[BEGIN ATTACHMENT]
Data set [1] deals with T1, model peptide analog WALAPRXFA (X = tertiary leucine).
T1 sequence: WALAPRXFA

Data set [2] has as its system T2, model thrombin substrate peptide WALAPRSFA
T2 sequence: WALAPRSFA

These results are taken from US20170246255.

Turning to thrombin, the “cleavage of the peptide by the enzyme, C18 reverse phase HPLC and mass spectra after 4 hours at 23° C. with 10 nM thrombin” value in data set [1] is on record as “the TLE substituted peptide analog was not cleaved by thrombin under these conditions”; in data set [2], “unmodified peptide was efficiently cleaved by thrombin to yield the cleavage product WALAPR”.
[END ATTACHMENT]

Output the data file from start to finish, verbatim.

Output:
Data set [1] deals with T1, model peptide analog WALAPRXFA (X = tertiary leucine).
T1 sequence: WALAPRXFA

Data set [2] has as its system T2, model thrombin substrate peptide WALAPRSFA
T2 sequence: WALAPRSFA

These results are taken from US20170246255.

Turning to thrombin, the “cleavage of the peptide by the enzyme, C18 reverse phase HPLC and mass spectra after 4 hours at 23° C. with 10 nM thrombin” value in data set [1] is on record as “the TLE substituted peptide analog was not cleaved by thrombin under these conditions”; in data set [2], “unmodified peptide was efficiently cleaved by thrombin to yield the cleavage product WALAPR”.